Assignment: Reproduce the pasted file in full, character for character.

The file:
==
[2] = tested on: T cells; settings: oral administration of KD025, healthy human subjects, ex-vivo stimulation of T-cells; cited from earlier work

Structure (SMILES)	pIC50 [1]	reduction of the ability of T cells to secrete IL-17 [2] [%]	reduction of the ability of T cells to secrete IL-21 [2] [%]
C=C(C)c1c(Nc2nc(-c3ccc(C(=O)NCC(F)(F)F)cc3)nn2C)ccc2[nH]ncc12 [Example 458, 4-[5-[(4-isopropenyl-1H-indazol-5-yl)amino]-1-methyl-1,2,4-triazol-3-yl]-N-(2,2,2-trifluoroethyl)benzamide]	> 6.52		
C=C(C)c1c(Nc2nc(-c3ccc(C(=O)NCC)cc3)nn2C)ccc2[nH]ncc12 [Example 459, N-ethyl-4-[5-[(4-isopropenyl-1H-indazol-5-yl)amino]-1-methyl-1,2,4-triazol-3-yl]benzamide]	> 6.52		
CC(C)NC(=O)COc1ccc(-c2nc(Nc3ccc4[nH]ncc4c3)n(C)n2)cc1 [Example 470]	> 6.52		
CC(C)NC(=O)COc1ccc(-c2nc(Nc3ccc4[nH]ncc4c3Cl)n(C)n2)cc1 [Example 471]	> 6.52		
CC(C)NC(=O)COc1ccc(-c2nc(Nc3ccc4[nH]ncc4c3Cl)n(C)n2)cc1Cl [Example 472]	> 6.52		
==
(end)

[2] = tested on: T cells; settings: oral administration of KD025, healthy human subjects, ex-vivo stimulation of T-cells; cited from earlier work

Structure (SMILES)	pIC50 [1]	reduction of the ability of T cells to secrete IL-17 [2] [%]	reduction of the ability of T cells to secrete IL-21 [2] [%]
C=C(C)c1c(Nc2nc(-c3ccc(C(=O)NCC(F)(F)F)cc3)nn2C)ccc2[nH]ncc12 [Example 458, 4-[5-[(4-isopropenyl-1H-indazol-5-yl)amino]-1-methyl-1,2,4-triazol-3-yl]-N-(2,2,2-trifluoroethyl)benzamide]	> 6.52		
C=C(C)c1c(Nc2nc(-c3ccc(C(=O)NCC)cc3)nn2C)ccc2[nH]ncc12 [Example 459, N-ethyl-4-[5-[(4-isopropenyl-1H-indazol-5-yl)amino]-1-methyl-1,2,4-triazol-3-yl]benzamide]	> 6.52		
CC(C)NC(=O)COc1ccc(-c2nc(Nc3ccc4[nH]ncc4c3)n(C)n2)cc1 [Example 470]	> 6.52		
CC(C)NC(=O)COc1ccc(-c2nc(Nc3ccc4[nH]ncc4c3Cl)n(C)n2)cc1 [Example 471]	> 6.52		
CC(C)NC(=O)COc1ccc(-c2nc(Nc3ccc4[nH]ncc4c3Cl)n(C)n2)cc1Cl [Example 472]	> 6.52		